There is a series of complete undirected graphs $\Gamma$ with fixed starting points. Hamiltonian paths $c_\Gamma$ were obtained by a traveler who walked on $\Gamma$ and visited every vertex once. One needs to decide if the traveler's intention was more likely to minimize the total path length (TSP path) or visit the nearest unvisited vertex (NN algorithm).

My idea is

  1. Introduce two "metrics" on the Hamiltonian paths $a=A_0A_1\ldots A_n$: $$ \rho_T(a) = \sum_{i=0}^{n-1}|A_iA_{i+1}|,\quad \rho_N(a) =\sum_{i=0}^{n-1}\frac{|A_iA_{i+1}|}{\min\{|A_iA_j|, i+1\le j\le n\}}. $$ Clearly $\rho_T(a)$ is minimal if and only if $a$ is the shortest path, $\rho_N(a)$ is minimal if and only if $a$ is the NN path (one can assume that both are unique).
  2. For a given graph $\Gamma$ change the edge lengths L' <- rnorm (1,mean=L,sd=rL), $0<r<1$
  3. Find the shortest path and the NN path in the modified graph
  4. Calculate in the original graph $\rho_T$ of the shortest path and $\rho_N$ of the NN path from step 3.
  5. Repeat 2-4 and get two samples
  6. Calculate $p$-value of $t$-statistics for $\rho_T(c_\Gamma)$ and the first sample and $p$-value of $t$-statistics for $\rho_N(c_\Gamma)$ and the second sample. Denote them by $P_\Gamma$ and $P'_\Gamma$ respectively.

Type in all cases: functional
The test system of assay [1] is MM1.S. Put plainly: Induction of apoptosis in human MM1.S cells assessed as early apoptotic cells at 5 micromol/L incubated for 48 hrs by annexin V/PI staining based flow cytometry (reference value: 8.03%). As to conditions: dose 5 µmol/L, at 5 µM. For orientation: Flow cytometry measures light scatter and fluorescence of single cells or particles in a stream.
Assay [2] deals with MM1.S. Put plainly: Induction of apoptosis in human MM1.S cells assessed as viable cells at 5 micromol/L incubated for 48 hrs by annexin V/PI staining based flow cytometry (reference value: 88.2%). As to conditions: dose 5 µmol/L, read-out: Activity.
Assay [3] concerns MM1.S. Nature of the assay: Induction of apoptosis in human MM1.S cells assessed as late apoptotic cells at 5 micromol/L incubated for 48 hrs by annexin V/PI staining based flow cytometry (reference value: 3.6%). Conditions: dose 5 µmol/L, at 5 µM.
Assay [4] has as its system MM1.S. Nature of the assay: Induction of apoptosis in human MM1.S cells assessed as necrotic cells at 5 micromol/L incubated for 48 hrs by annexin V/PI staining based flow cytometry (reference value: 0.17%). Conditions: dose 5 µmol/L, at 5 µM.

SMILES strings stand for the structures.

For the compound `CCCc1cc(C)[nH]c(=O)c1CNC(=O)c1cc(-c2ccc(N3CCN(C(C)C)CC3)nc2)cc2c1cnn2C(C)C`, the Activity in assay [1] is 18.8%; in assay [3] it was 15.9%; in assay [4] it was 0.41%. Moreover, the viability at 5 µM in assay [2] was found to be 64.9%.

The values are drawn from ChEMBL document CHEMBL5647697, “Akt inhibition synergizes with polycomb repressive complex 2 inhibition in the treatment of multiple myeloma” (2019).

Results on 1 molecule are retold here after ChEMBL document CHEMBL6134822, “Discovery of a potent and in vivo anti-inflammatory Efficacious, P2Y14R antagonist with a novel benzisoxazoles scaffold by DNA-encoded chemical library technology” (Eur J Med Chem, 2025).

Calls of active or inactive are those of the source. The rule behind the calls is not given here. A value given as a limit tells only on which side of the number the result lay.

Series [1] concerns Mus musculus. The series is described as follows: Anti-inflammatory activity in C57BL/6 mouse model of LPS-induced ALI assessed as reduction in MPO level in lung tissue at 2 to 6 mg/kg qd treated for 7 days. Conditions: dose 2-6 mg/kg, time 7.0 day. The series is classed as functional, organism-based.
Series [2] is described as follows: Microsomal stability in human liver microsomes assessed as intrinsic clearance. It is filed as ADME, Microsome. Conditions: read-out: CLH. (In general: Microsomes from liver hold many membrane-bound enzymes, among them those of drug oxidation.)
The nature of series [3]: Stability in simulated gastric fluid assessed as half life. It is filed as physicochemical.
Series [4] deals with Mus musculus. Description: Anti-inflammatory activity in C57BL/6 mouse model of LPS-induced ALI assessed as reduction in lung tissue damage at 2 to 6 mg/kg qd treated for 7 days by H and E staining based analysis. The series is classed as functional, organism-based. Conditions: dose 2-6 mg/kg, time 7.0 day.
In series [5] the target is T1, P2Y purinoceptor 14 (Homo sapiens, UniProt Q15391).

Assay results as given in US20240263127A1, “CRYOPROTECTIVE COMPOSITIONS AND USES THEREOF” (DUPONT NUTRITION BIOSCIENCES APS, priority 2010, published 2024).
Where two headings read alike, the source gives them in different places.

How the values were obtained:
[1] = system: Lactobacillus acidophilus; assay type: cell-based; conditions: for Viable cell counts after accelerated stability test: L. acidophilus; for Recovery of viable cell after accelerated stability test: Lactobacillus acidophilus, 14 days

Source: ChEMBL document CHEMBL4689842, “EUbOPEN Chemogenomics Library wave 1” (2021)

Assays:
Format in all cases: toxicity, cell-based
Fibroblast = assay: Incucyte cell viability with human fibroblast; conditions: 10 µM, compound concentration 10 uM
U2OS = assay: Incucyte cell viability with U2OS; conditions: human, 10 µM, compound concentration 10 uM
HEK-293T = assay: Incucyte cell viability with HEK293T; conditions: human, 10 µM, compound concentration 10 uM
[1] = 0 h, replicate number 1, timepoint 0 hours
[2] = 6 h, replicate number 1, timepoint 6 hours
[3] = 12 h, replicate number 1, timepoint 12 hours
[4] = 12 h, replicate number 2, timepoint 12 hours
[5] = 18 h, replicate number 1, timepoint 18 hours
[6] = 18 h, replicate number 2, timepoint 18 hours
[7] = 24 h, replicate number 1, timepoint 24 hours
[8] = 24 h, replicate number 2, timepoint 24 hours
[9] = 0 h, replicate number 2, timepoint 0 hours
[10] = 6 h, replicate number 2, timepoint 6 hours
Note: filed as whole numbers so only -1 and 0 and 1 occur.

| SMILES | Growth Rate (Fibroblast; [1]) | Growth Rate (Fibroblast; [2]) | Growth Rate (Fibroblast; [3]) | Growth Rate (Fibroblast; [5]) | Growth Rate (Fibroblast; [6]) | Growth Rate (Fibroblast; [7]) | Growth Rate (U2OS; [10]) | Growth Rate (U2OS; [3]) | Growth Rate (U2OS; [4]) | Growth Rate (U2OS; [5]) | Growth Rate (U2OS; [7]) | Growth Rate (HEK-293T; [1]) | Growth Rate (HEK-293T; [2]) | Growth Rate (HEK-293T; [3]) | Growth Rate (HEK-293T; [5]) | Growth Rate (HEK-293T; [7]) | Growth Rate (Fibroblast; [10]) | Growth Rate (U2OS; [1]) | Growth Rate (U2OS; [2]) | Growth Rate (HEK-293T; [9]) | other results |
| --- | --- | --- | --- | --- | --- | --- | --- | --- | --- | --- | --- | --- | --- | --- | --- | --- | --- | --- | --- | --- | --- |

7. Сompare the percentage of the graphs with $P_\Gamma<0.05, P'_\Gamma>0.05$ and the percentage of the graphs $\Gamma$ with $P_\Gamma'<0.05, P_\Gamma>0.05$. If the latter is greater than the former then the observed paths are more likely to be NN, i.e. the traveler's intention was local rather than global minimization.
  8. Adjust the deviation multiplier $r$ from step 2 so that the relation between the perсentages becomes clearer.

Is it a legitimate way to answer the question?



Your Answer

By clicking “Post Your Answer”, you agree to our terms of service and acknowledge you have read our privacy policy.